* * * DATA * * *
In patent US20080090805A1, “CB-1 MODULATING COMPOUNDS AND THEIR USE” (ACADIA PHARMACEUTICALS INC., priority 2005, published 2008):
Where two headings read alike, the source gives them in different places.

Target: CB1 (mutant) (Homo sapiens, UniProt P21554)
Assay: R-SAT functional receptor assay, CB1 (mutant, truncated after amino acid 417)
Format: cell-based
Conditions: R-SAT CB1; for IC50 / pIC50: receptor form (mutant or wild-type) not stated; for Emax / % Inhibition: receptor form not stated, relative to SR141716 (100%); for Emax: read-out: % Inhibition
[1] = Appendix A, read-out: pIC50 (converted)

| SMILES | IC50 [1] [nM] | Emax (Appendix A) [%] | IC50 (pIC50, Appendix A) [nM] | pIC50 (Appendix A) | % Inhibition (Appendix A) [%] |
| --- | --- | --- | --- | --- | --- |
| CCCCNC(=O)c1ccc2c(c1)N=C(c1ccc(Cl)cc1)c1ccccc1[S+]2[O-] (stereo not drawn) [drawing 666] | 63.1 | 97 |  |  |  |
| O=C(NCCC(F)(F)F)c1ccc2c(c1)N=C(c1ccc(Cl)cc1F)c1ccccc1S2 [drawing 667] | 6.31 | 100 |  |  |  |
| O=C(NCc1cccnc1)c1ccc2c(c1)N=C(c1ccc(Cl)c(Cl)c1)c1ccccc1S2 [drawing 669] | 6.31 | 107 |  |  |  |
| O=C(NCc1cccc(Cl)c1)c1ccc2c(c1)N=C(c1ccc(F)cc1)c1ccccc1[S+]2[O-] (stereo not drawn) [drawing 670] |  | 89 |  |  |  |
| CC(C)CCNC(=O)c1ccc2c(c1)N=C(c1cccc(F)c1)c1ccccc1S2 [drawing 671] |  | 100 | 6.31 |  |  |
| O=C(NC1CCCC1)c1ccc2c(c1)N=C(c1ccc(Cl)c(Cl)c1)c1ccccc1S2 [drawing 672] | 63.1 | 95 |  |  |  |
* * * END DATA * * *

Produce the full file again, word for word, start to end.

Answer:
In patent US20080090805A1, “CB-1 MODULATING COMPOUNDS AND THEIR USE” (ACADIA PHARMACEUTICALS INC., priority 2005, published 2008):
Where two headings read alike, the source gives them in different places.

Target: CB1 (mutant) (Homo sapiens, UniProt P21554)
Assay: R-SAT functional receptor assay, CB1 (mutant, truncated after amino acid 417)
Format: cell-based
Conditions: R-SAT CB1; for IC50 / pIC50: receptor form (mutant or wild-type) not stated; for Emax / % Inhibition: receptor form not stated, relative to SR141716 (100%); for Emax: read-out: % Inhibition
[1] = Appendix A, read-out: pIC50 (converted)

| SMILES | IC50 [1] [nM] | Emax (Appendix A) [%] | IC50 (pIC50, Appendix A) [nM] | pIC50 (Appendix A) | % Inhibition (Appendix A) [%] |
| --- | --- | --- | --- | --- | --- |
| CCCCNC(=O)c1ccc2c(c1)N=C(c1ccc(Cl)cc1)c1ccccc1[S+]2[O-] (stereo not drawn) [drawing 666] | 63.1 | 97 |  |  |  |
| O=C(NCCC(F)(F)F)c1ccc2c(c1)N=C(c1ccc(Cl)cc1F)c1ccccc1S2 [drawing 667] | 6.31 | 100 |  |  |  |
| O=C(NCc1cccnc1)c1ccc2c(c1)N=C(c1ccc(Cl)c(Cl)c1)c1ccccc1S2 [drawing 669] | 6.31 | 107 |  |  |  |
| O=C(NCc1cccc(Cl)c1)c1ccc2c(c1)N=C(c1ccc(F)cc1)c1ccccc1[S+]2[O-] (stereo not drawn) [drawing 670] |  | 89 |  |  |  |
| CC(C)CCNC(=O)c1ccc2c(c1)N=C(c1cccc(F)c1)c1ccccc1S2 [drawing 671] |  | 100 | 6.31 |  |  |
| O=C(NC1CCCC1)c1ccc2c(c1)N=C(c1ccc(Cl)c(Cl)c1)c1ccccc1S2 [drawing 672] | 63.1 | 95 |  |  |  |